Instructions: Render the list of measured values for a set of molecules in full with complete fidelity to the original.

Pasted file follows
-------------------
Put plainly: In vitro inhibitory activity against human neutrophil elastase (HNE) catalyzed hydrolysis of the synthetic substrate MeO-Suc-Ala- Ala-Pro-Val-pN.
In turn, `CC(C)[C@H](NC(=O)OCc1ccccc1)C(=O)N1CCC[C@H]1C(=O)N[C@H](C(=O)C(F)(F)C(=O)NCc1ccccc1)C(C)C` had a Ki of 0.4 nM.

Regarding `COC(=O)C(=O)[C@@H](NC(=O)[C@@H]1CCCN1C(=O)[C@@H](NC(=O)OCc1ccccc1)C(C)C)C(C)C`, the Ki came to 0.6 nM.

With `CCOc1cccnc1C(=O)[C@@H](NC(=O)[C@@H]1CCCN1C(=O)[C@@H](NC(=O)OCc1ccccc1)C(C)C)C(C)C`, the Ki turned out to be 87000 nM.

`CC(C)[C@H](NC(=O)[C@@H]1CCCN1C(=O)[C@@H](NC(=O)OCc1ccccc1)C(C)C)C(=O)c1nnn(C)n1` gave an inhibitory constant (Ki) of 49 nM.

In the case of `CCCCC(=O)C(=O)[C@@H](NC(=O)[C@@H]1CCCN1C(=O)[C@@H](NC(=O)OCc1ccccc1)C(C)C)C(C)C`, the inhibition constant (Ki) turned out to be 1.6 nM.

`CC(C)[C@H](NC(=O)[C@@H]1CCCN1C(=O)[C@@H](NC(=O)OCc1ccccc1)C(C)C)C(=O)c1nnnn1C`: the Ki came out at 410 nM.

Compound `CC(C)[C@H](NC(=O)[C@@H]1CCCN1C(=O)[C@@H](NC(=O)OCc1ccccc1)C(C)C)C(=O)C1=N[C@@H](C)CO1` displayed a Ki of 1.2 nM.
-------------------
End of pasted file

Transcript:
Put plainly: In vitro inhibitory activity against human neutrophil elastase (HNE) catalyzed hydrolysis of the synthetic substrate MeO-Suc-Ala- Ala-Pro-Val-pN.
In turn, `CC(C)[C@H](NC(=O)OCc1ccccc1)C(=O)N1CCC[C@H]1C(=O)N[C@H](C(=O)C(F)(F)C(=O)NCc1ccccc1)C(C)C` had a Ki of 0.4 nM.

Regarding `COC(=O)C(=O)[C@@H](NC(=O)[C@@H]1CCCN1C(=O)[C@@H](NC(=O)OCc1ccccc1)C(C)C)C(C)C`, the Ki came to 0.6 nM.

With `CCOc1cccnc1C(=O)[C@@H](NC(=O)[C@@H]1CCCN1C(=O)[C@@H](NC(=O)OCc1ccccc1)C(C)C)C(C)C`, the Ki turned out to be 87000 nM.

`CC(C)[C@H](NC(=O)[C@@H]1CCCN1C(=O)[C@@H](NC(=O)OCc1ccccc1)C(C)C)C(=O)c1nnn(C)n1` gave an inhibitory constant (Ki) of 49 nM.

In the case of `CCCCC(=O)C(=O)[C@@H](NC(=O)[C@@H]1CCCN1C(=O)[C@@H](NC(=O)OCc1ccccc1)C(C)C)C(C)C`, the inhibition constant (Ki) turned out to be 1.6 nM.

`CC(C)[C@H](NC(=O)[C@@H]1CCCN1C(=O)[C@@H](NC(=O)OCc1ccccc1)C(C)C)C(=O)c1nnnn1C`: the Ki came out at 410 nM.

Compound `CC(C)[C@H](NC(=O)[C@@H]1CCCN1C(=O)[C@@H](NC(=O)OCc1ccccc1)C(C)C)C(=O)C1=N[C@@H](C)CO1` displayed a Ki of 1.2 nM.